"Our overriding objective is to bring inflation back down. We will not be diverted from that course."
As the Chancellor went on to say :
"Those are the policies that have successfully brought inflation down in the past, and will do so again."--[ Official Report, 7 June 1989 ; Vol. 154, c. 264.]
I could read out my right hon. Friend's whole speech--it was extremely good --but it might take rather a long time.
Mr. Colvin : Will my right hon. Friend find time today to consider the 3 million Hong Kong Chinese who might wish to come to the United Kingdom if the Armageddon referred to by their Governor takes place? If those people are given the right of abode in the United Kingdom, will
Column 701that also give them the right ultimately to settle anywhere within the European Community? If so, does not that make the issue of Hong Kong and the Chinese as much a matter for our European partners as for this Government, and another very good reason for ensuring that there is the maximum Conservative representation in the European Parliament following the polls on Thursday?
The Prime Minister : On the particulars that my hon. Friend raises, right of abode in the United Kingdom would not in itself allow people to settle elsewhere in the European Community, whether before or after 1992. I very much agree with him that, as a matter of political co-operation, we should look to our European partners for the strongest possible support for Hong Kong and its democratic way of life and prosperity, and look to other democratic countries for support.
I agree wholly with my hon. Friend's last point. We want the strongest possible representations and turnout on Thursday for the European Parliament elections.
Mr. Ashdown : Will the Prime Minister give a few moments today to consider the plight of young Chinese students who, because of their faith in democracy, are hiding for their lives in Peking and are waiting for the knock on the door that will take them to gaol or before the firing squad? Will she now tell the House what she will say if, in eight years' time those scenes are re-enacted in Hong Kong and involve British passport holders to whom she and the Labour party have refused to give refuge?
The Prime Minister : The right hon. Gentleman does not have a monopoly of strong feeling on this matter. I think that throughout the House we feel equally as shocked and appalled as he does. That applies to both sides of the House. Just because he has been to Hong Kong and finds it easy to say things, because he has no responsibility
The Prime Minister : --no responsibility whatsoever, does not mean that he feels any more strongly than we do. While he was away, we indicated that we would be very happy to seek more flexibility in the arrangements that we already have, particularly for those who have worked for the British Government, that we would look at the other immigration rules, and that we shall be bringing forward proposals in due course. I hope that the right hon. Gentleman will appreciate that it is really in our interests to keep Hong Kong prosperous, capitalist and a free society, which is the way in which it will be most valuable in 1997 and the way in which the Chinese will need to keep it going.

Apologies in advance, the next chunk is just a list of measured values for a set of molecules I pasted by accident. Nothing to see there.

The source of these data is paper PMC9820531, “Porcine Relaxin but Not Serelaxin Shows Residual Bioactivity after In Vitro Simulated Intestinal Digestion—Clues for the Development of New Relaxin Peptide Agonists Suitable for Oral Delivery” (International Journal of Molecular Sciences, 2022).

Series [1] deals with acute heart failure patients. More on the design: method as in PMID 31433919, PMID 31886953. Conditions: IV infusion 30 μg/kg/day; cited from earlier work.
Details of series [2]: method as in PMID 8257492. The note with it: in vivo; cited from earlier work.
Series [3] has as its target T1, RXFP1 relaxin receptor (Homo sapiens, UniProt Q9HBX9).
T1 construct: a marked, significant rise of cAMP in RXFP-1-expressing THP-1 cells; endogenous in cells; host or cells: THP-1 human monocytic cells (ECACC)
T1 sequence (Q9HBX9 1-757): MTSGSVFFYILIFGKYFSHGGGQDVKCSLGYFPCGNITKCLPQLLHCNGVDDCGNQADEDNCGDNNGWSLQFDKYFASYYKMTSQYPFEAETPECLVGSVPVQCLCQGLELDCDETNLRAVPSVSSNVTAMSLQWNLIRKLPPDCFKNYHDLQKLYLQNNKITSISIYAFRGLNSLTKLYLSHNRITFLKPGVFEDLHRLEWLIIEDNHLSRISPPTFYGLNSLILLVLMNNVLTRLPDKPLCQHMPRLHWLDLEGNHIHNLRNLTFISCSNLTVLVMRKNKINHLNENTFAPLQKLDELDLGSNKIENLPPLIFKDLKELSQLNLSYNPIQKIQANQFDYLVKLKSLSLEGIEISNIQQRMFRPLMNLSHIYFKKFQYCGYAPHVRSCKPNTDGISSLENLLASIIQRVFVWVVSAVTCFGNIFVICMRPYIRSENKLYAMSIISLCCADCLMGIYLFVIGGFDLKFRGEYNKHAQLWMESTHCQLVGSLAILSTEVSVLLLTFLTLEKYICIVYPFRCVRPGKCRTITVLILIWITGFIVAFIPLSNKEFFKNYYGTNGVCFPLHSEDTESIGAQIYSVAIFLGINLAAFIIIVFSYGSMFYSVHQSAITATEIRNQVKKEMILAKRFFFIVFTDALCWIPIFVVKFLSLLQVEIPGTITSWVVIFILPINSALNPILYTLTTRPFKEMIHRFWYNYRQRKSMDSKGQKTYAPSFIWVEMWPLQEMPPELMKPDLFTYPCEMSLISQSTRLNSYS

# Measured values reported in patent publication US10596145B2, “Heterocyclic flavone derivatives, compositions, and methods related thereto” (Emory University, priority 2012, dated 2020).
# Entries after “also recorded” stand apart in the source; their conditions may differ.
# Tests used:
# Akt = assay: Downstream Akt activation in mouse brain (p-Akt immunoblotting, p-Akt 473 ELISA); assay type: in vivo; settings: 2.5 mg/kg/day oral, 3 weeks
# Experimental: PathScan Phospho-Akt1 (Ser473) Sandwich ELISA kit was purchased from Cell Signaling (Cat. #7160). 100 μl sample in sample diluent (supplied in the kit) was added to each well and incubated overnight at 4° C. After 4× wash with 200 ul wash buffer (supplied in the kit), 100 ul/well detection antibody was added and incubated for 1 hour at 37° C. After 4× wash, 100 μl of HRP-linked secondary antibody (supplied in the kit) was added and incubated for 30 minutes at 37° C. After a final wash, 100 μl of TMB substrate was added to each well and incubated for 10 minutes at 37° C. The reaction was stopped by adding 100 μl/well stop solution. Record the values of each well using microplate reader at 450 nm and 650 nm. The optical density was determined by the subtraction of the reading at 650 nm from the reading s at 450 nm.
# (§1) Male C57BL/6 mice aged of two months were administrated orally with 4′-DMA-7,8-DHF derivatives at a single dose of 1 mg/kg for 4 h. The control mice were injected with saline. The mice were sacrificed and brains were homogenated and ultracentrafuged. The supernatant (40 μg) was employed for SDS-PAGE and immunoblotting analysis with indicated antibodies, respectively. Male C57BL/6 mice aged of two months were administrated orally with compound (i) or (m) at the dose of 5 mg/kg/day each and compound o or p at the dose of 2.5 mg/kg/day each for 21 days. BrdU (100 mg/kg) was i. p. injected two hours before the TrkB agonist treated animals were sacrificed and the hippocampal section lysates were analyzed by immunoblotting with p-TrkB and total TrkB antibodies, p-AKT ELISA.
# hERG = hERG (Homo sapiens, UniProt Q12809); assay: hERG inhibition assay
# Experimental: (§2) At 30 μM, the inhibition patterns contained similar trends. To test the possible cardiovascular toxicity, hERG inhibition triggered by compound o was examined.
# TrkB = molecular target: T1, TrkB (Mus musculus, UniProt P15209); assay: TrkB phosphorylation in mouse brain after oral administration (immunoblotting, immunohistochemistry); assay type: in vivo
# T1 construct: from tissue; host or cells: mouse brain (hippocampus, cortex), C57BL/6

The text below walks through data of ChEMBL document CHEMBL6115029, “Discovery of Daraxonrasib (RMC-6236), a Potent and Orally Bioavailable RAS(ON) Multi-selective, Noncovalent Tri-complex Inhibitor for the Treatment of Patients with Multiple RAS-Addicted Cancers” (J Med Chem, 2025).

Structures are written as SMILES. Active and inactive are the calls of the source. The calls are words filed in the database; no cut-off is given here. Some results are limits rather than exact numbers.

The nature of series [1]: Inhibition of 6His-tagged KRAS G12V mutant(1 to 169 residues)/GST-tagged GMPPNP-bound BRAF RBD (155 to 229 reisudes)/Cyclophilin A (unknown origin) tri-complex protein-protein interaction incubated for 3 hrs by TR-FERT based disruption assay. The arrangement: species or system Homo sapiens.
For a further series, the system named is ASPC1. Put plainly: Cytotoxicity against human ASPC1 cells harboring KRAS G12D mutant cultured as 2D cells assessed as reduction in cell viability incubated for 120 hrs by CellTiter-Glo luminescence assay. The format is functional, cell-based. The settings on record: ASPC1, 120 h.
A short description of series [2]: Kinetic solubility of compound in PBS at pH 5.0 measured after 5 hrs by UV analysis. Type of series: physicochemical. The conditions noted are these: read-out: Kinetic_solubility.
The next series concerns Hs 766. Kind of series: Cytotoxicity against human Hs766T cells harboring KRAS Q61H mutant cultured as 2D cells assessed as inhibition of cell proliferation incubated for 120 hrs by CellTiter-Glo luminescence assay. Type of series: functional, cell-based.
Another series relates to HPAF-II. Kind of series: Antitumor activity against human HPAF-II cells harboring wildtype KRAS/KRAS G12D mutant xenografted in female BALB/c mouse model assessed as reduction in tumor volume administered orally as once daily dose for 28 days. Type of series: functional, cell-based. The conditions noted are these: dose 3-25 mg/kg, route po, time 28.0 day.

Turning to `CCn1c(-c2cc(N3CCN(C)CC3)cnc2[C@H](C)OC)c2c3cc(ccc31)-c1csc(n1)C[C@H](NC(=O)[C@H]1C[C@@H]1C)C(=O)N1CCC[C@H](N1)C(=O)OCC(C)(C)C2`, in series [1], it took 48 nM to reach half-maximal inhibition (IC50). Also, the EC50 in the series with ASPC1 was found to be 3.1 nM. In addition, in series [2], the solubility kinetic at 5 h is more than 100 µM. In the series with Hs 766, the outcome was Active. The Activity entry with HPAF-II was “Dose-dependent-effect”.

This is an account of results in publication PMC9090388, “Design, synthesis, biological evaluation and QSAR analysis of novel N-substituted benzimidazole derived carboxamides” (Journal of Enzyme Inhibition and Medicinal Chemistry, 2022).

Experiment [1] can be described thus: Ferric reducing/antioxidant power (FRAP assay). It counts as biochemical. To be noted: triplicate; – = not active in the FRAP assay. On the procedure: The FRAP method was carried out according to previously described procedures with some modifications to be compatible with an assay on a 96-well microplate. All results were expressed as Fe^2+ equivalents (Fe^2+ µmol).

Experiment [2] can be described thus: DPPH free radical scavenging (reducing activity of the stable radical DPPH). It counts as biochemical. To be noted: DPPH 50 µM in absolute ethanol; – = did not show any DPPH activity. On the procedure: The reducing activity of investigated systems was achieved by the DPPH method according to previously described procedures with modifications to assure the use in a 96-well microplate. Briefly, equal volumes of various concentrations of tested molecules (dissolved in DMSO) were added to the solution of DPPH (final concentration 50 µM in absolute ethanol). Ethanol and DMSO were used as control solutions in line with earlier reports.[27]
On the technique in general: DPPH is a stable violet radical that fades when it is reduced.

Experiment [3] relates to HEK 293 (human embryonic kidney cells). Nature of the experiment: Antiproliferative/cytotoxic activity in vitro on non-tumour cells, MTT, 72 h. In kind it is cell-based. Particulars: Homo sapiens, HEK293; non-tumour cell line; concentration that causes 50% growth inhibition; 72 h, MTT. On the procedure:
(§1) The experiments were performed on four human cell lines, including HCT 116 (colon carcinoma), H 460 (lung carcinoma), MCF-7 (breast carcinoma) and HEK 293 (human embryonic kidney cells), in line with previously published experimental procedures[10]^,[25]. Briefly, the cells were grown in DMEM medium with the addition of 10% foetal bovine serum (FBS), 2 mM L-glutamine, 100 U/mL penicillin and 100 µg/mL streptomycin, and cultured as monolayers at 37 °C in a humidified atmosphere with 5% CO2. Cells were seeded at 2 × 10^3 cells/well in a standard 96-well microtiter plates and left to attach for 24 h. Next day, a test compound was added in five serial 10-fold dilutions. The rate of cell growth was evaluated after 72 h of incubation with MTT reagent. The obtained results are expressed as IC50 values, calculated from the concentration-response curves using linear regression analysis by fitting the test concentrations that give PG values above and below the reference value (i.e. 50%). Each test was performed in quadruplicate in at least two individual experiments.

Sir Hal Miller : Does my right hon. Friend accept that among people in Hong Kong there is a real sense of grief and shock at the loss of so many young lives, as well as a growing sense of insecurity about their personal future? Will she take an early opportunity to show that we share that sense of loss and grief as well as being determined and capable of remaining responsible for the administration of Hong Kong until 1997?
The Prime Minister : Yes, we gladly do so. In all parts of the House we feel exactly the same way about the people of Hong Kong, for whom we are fully responsible. We shall keep the administration going in the very best way possible until 1997. Then, as my hon. Friend knows, under the agreement we have reached, there will be a liaison committee that will continue for a further three years. In the meantime, we shall do all that we can to reassure the people of Hong Kong and to reaffirm our commitment to them and to their future.
Mr. Grocott : Is the Prime Minister aware that the whole House will have noticed her failure today to give unequivocal backing to her Chancellor? Is she further aware that in last week's vote on the honours system, the only Cabinet Minister to vote in favour of honours for political services was the Chancellor? Does she know something that we do not?